Knowledge, attitudes, and practice patterns of obstructive sleep apnea among speech-language pathologists

Emma S. Wallace, Ms Ankita Bhutada, William A. Broughton, Danny J. Eckert, Kendrea Garand

Research output: Contribution to journalArticlepeer-review

2 Citations (Scopus)


Introduction: Obstructive sleep apnea (OSA) is a common sleep-related breathing disorder characterised by repeated narrowing and closure of the upper airway during sleep. Despite growing evidence that dysphagia is a frequent sequela of OSA, the role of speech-language pathologists (SLPs) in managing OSA remains unclear. The aim of this international study was to evaluate SLPs knowledge, attitudes, and experience of OSA. Methods: A validated questionnaire, OSA Knowledge and Attitudes (OSAKA), was distributed to SLPs internationally via an online survey. Additional information on demographics, educational history, and clinical practices was ascertained. Results: From a total of 1647 respondents, 822 clinicians from twenty-four countries were included in the final analysis. Knowledge of OSA among SLPs was limited; the mean (SD) rate of correct answers was 55% (22%). Over half of SLPs reported patients with OSA on their caseload, with the majority of patients referred for dysphagia services. Yet, only half of SLPs reported confidence in their ability to assess or manage dysphagia in patients with OSA. SLPs’ experience of OSA had an effect on their knowledge and attitudes [F (2, 817) = 17.279, p < 0.001]. Conclusions: SLPs are involved in the management of patients with OSA but are practising with limited knowledge and confidence. The findings highlight the need to increase OSA education and training for SLPs. In addition, there is a need for targeted research to increase the evidence base for development of clinical practice guidelines for dysphagia management in patients with OSA.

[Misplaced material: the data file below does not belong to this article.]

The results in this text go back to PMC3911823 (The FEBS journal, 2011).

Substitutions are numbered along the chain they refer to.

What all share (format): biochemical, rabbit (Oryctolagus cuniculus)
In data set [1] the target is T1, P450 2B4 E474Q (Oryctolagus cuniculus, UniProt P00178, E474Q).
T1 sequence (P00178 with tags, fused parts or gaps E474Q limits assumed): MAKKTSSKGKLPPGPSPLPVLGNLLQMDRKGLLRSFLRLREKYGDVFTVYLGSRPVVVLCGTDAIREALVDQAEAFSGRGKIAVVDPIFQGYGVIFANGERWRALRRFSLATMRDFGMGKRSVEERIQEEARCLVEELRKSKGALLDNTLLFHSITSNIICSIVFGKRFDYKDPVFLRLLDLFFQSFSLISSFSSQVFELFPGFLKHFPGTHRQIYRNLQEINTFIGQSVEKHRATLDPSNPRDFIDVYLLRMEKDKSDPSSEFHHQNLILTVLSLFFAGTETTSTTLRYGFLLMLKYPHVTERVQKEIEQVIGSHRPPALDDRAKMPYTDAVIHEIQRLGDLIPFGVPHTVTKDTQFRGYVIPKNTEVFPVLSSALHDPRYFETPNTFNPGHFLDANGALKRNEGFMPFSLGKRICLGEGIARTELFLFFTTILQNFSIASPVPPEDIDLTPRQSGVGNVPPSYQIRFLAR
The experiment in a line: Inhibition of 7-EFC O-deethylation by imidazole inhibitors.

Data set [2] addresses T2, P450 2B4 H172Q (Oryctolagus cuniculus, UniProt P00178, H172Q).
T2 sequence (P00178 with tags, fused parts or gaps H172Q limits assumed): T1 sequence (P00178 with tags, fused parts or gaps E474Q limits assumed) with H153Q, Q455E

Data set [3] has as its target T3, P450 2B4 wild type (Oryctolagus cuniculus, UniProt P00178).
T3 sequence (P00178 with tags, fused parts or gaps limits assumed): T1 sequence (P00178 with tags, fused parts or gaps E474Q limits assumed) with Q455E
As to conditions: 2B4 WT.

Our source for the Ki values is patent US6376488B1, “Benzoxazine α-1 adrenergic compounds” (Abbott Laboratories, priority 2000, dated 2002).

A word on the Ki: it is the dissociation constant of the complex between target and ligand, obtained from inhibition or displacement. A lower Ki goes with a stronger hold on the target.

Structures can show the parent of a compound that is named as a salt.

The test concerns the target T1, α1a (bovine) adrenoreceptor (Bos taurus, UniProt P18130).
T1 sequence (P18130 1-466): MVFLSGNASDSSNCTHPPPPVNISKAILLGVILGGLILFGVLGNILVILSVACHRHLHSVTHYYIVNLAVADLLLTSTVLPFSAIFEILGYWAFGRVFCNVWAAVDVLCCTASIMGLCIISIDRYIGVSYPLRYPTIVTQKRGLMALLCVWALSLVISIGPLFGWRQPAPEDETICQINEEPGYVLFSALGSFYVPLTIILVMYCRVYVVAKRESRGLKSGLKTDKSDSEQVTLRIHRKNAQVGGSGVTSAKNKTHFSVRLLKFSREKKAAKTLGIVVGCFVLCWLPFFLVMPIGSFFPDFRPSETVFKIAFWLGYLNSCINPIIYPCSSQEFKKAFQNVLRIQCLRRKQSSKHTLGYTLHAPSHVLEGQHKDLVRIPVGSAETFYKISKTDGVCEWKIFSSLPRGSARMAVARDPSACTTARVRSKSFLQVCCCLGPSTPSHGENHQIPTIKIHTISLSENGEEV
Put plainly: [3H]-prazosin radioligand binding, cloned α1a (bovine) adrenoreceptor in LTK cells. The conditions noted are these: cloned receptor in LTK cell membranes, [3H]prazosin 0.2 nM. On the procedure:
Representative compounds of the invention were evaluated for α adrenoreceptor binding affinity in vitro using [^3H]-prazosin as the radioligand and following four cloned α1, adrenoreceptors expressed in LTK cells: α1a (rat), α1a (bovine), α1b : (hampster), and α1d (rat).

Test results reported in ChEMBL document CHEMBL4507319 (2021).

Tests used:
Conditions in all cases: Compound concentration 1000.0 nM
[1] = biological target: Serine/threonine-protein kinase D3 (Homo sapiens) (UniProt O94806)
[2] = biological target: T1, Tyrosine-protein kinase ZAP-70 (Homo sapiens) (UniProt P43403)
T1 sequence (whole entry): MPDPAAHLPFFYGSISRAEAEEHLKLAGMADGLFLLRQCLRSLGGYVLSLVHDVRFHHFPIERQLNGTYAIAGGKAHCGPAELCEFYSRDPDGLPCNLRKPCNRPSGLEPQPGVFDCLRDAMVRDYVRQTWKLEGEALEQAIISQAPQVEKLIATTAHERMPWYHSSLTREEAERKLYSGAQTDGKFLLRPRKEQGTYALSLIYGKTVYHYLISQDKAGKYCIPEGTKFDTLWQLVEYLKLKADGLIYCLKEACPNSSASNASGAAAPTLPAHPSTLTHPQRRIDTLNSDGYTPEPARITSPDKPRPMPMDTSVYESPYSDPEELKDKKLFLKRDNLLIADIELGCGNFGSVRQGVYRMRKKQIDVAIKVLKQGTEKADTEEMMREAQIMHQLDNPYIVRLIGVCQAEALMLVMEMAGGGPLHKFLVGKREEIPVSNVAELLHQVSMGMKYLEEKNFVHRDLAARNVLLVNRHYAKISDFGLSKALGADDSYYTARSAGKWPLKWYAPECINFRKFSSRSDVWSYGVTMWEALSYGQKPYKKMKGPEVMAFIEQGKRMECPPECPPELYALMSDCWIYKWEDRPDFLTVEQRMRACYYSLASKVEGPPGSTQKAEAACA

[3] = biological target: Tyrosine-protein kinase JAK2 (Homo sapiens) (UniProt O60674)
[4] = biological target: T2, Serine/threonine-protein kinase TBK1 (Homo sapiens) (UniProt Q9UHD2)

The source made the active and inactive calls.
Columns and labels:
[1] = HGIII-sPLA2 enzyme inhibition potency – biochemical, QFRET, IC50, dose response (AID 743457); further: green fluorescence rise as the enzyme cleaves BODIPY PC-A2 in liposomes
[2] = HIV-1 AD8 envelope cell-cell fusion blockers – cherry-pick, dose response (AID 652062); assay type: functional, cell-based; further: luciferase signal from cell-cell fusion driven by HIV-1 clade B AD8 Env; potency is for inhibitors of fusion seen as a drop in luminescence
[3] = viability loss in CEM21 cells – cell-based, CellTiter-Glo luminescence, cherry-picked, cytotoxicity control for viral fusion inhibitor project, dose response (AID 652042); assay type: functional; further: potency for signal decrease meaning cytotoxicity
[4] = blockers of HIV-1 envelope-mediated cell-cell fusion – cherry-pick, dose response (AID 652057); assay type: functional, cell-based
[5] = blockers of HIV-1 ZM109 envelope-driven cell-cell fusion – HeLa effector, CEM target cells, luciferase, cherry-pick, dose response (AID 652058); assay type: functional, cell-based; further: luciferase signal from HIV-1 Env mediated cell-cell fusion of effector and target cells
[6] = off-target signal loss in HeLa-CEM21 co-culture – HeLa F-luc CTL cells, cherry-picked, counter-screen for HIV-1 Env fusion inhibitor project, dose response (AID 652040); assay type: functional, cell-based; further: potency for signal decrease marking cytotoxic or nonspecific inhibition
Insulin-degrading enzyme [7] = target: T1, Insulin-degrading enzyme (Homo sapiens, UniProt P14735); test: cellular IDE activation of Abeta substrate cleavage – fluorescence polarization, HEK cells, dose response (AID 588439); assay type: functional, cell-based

Original languageEnglish
Pages (from-to)1141-1152
Number of pages12
JournalSleep and Breathing
Issue number3
Early online date29 Sep 2021
Publication statusPublished - Sep 2022


  • Model of care
  • Sleep-disordered breathing
  • Speech pathology
  • Swallowing
  • Upper airway


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